And it all hits the bottom line.

At first, CEOs and CFOs are (somewhat) patient. It’s all part of the learning curve and a seismic shift in how brands sell online, fulfill D2C orders and meet changing customer expectations.

That patience is ending.

While the future can’t be predicted, the history of successful businesses paints a clear direction: winners have higher than industry average margins.  That gives them more money to fund customer acquisition to grow revenue, invest in infrastructure to continue to drive margin improvement, and meet stakeholder expectations.

The good news? Developing hub-and-spoke integration capability along with a distributed logistics fulfillment model sets up a solid base for revenue and margin growth.

As we’ve seen, integration, automation, distributed inventory management and distributed order management all contribute to increasing efficiency, reducing error and overhead, and building a stronger bottom line.

These strategies will take you a long way towards increasing ecommerce margins. But, given the right toolset, you can boost margins to industry-leading levels.

Etail was purpose-built with a set of tools specifically designed to improve sales growth and profitability for ecommerce brands and 3PLs.

With Etail’s technology, companies can seamlessly connect with multiple sales channels and logistics partners, broadening their market reach and streamlining operations.  

Listing content, inventory publishing and even pricing can be set based on inventory levels and the true total cost of fulfillment – ensuring you never take an order you can’t profitability fulfill.

Along with DIM and DOM, Etail offers fulfillment tools like cartonization, designed to ensure every order is shipped in the most appropriate, cost-effective packaging plus advanced carrier rate-shopping tools to cut shipping costs.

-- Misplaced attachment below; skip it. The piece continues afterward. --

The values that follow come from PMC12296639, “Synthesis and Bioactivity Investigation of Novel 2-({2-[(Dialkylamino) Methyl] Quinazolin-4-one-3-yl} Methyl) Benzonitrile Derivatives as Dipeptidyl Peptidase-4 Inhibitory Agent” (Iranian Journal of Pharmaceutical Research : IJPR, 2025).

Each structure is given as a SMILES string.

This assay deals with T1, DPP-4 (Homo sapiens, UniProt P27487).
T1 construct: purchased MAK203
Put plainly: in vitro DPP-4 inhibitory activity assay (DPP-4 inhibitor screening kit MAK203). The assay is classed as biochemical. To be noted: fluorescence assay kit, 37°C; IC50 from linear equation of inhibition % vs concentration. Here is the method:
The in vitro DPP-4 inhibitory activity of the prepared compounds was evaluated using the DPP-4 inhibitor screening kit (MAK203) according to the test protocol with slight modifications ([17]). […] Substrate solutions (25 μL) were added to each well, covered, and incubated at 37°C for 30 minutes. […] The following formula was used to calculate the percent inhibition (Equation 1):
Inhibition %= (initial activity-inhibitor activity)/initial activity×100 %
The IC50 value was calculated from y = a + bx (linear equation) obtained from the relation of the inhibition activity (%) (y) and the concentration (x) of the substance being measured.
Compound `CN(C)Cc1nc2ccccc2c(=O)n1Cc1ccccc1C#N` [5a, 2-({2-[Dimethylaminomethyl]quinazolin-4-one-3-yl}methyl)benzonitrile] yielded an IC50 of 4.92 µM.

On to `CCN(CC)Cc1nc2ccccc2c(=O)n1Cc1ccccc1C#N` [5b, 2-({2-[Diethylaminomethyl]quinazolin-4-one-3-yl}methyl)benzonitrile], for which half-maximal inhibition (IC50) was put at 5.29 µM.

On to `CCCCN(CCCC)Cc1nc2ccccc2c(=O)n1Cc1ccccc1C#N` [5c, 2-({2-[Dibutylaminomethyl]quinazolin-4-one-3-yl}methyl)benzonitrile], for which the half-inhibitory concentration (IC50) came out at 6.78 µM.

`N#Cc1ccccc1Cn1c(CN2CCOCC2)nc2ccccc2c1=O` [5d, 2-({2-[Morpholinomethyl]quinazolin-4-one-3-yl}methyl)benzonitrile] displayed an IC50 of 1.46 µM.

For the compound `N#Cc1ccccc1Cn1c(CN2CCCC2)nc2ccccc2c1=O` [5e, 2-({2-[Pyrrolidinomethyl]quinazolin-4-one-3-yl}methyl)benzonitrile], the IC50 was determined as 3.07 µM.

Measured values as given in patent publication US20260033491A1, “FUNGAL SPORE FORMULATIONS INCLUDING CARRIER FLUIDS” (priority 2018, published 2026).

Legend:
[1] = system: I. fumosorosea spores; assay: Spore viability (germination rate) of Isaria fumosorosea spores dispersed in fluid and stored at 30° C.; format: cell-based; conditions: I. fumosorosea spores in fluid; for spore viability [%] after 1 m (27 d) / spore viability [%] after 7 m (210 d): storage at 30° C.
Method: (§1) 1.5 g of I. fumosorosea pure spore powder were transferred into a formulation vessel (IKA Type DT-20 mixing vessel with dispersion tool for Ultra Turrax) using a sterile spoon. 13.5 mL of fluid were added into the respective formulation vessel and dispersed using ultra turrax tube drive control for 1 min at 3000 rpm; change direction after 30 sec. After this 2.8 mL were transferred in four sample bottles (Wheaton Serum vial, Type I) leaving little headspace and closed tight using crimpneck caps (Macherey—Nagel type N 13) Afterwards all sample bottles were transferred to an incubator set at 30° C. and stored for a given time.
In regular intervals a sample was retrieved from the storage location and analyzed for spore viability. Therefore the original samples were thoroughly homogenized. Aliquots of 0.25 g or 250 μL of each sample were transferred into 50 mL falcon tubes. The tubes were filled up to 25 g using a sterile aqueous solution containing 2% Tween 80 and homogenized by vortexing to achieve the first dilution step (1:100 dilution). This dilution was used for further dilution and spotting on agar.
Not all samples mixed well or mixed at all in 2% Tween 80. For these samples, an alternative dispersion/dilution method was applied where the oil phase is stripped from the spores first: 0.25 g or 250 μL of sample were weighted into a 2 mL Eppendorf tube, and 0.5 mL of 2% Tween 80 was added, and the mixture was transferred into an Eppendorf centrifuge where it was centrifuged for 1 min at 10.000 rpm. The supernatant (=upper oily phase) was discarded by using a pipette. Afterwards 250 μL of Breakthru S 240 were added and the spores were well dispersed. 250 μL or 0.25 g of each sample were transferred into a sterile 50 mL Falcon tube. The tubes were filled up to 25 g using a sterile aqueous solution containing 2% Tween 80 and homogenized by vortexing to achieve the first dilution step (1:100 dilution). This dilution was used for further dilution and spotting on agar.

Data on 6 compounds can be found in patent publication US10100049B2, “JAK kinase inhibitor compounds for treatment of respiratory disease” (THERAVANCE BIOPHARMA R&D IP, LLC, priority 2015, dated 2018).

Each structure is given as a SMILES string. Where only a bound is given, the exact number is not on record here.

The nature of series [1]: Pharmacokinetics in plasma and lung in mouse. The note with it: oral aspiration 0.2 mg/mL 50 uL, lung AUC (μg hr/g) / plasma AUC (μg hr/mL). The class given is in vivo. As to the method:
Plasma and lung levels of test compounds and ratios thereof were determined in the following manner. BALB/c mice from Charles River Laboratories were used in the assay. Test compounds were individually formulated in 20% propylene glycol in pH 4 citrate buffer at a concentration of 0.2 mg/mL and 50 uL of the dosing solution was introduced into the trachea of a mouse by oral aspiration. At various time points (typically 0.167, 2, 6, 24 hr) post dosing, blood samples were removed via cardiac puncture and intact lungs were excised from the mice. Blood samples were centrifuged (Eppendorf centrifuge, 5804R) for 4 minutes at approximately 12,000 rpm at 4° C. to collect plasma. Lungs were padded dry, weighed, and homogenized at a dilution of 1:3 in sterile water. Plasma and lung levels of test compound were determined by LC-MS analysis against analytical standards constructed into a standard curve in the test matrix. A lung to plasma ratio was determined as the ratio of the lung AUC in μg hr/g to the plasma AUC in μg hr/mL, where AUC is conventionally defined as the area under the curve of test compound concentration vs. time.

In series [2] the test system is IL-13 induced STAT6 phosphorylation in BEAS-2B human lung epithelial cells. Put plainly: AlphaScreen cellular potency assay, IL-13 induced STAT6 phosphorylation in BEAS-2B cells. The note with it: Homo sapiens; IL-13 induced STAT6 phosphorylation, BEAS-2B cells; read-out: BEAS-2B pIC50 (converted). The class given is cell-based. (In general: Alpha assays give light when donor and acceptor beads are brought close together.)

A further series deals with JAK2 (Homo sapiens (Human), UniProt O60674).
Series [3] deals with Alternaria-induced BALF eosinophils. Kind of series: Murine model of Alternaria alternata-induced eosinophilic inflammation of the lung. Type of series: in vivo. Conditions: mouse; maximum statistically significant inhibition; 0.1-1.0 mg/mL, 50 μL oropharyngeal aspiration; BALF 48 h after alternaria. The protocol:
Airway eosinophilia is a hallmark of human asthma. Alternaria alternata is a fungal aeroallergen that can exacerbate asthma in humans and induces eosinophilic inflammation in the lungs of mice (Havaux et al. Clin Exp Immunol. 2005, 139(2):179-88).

Plus Etail provides deep insights into customer behavior and inventory needs through a drill-down analytics dashboard, which is fundamental for making informed decisions, spotting trends and managing stock efficiently.

Etail's suite of tools not only enhances current ecommerce operations but also future-proofs businesses against evolving market dynamics and consumer expectations. With Etail, businesses are equipped to handle future challenges and capitalize on new opportunities, ensuring sustained growth and profitability.

Additional resources



Software Overview


Siloed Data and Spreadsheet Olympics: Taming data silos and dis-integrated systems

The Ultimate Guide to Order Management

Making Ecommerce More Profitable

Quantifying the Ecommerce Sustainability of Distributed Order Management and Ideal Inventory Placement


Six Tools to Maximize Ecommerce Margins


Distributed Order Management Solutions Overview

Ecommerce Fulfillment: Meeting the 1-2 Day Delivery Challenge


Distributed Logistics for Digital Commerce (video series)


Evenflo: Conquering Legacy System Challenges, Empowering Online Sales


What it Takes to Scale D2C Fulfillment From a Global Leader with Anthony "Chip" Gaetano, VP of IT, Goodbaby International

Scaling Ecommerce Growth and Profit Beyond Your Siloed Systems with Dana Smith, VP of IT, Lasko Products

Discover how Etail Solutions can help you scale and grow your ecommerce. Find out if our platform is right for you.